MPS 5023 Strategic Management of Innovation

Course Description:

The course is designed to help students understand the strategic, organizational, and human issues that can either help or hinder you (and the organizations, both private and public, you work for) in efforts to develop and implement science-based solutions to environmental and natural resource challenges. It combines the study of those principles needed to manage scientific innovation with an emphasis on how environmental innovation fits within an organization’s strategy and business model, and why they matter, and how one creates an innovative learning organization, drives change within an organization, and drives the adoption of the innovations the organization creates.

Student Outcomes:

  • Understand the critical components of an organization’s business model, key strategies, and commercialization of new products.
  • Critically analyze and assess how organizational culture, structure, and customers contribute to an effective learning organization.
  • Understand the role of the leader/manager and the application of personal strengths in leading change and/or innovation within an organization.
  • Develop effective strategies to integrate employees, suppliers, customers, and collaborators into an organization’s innovation efforts and processes.
MPS 6013 Communication for Science Professionals

Course Description: 

This course will provide students the opportunity to develop vital professional skills in oral and written communication while preparing them to communicate clearly about science, policy, and technology issues with demographically diverse and geographically dispersed audiences. Content will address mass media and public understanding of science; organizational communication issues such as structure and communication networks; rhetoric, advocacy, and strategic message development; the role of public opinion and public policy; innovation and decision making; crisis communication and conflict management; emerging communication technologies; and inter-organizational and cross-disciplinary communication.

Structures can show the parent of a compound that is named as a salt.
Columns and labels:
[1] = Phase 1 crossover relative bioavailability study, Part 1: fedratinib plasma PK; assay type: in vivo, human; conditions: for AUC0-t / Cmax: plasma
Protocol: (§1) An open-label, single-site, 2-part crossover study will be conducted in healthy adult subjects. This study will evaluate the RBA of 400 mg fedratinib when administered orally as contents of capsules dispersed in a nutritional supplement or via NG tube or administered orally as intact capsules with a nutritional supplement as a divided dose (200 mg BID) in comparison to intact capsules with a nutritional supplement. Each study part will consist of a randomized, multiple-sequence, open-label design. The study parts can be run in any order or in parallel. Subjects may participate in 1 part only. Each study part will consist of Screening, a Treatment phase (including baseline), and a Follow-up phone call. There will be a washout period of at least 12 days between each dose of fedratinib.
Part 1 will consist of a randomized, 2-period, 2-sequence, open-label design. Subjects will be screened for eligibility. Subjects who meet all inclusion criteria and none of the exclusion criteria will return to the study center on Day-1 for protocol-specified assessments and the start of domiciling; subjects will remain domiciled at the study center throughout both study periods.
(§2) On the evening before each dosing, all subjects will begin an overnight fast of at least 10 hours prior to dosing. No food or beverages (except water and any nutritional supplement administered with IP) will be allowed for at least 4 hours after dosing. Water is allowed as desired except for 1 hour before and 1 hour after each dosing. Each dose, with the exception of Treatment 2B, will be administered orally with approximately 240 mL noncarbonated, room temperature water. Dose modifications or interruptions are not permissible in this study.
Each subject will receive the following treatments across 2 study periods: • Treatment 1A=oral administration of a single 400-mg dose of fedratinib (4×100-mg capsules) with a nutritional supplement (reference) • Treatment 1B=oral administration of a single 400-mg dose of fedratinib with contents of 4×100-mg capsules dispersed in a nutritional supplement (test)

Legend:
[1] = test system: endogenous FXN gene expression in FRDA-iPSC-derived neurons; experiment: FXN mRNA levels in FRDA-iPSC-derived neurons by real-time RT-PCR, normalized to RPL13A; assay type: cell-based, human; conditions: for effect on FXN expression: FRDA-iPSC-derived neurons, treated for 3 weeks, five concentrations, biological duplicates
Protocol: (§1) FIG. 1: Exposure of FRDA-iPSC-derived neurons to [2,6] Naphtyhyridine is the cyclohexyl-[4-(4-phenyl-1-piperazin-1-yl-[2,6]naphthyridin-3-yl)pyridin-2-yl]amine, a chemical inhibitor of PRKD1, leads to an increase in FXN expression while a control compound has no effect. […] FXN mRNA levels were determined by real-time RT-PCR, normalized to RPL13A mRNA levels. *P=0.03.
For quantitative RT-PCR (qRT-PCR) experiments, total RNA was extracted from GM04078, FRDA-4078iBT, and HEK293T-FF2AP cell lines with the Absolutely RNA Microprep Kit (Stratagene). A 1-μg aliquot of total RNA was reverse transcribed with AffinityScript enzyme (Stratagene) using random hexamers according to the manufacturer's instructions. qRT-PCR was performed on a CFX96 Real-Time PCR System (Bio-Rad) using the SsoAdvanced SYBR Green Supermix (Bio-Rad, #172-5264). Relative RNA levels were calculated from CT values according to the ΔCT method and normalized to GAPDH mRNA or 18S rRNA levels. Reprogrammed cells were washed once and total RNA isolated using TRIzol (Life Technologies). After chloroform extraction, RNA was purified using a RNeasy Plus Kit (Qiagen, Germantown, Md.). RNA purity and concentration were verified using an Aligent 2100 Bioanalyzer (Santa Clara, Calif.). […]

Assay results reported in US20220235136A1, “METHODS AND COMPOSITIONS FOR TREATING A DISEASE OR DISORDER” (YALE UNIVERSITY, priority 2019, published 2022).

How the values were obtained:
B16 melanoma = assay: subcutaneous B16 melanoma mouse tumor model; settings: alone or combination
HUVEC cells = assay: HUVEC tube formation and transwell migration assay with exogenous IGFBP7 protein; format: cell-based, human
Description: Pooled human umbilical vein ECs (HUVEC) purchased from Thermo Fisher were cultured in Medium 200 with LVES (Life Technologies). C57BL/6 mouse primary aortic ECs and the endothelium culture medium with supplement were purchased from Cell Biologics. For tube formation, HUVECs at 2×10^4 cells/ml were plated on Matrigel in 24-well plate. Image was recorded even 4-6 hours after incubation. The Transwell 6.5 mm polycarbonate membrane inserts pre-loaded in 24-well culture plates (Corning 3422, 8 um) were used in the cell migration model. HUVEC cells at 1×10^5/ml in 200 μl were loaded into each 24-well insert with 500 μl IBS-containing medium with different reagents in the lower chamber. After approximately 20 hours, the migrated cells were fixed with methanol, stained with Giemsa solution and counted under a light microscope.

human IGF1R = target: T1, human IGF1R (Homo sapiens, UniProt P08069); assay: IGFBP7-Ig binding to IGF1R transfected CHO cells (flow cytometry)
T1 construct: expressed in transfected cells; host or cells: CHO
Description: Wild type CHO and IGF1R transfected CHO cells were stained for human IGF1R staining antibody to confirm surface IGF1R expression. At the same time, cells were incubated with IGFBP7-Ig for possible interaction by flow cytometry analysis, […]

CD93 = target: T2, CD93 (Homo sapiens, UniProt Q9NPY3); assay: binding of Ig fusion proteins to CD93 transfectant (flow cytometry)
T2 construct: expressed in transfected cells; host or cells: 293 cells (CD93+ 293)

Student Outcomes:

  • Understand core communication concepts so as to effectively communicate science, technology, and policy messages to demographically diverse and geographically dispersed audiences in a variety of contexts.
  • Produce a professional-quality portfolio that effectively demonstrates facility in producing written materials for internal and external media audiences.
  • Develop a deeper understanding of self, professional relationships, and diverse global perspectives by critically analyzing materials in scientific and popular science texts, and by considering the significance of audience analysis in science and business communication contexts.
  • Practice using effective communication techniques and civility to strike a balance between freedom of expression and tolerance of dissent, an appreciation for diverse perspectives, and expression of personal and professional convictions.

Instructor: Dr. James Spartz

MPS 6023 Ethical Practice and Policy

Course Description: 

This course will investigate some of the ethical dimensions of a life in professional science, examining dimensions of environmental and natural resource science and policy in the context of globalization, global change, and climate change. The course builds on the communications skill set of the science communication course by including a module on the role of science in society. Students critically evaluate the ethical dimensions of common scientific practice and policy issues related to sustainability and natural resources.

Student Outcomes:

  • Understand their role as a citizen scientist, with an emphasis on contributing to their communities.
  • Appreciate and develop a distinctly ethical perception through analysis of ethically salient aspects of the events and scenarios one encounters.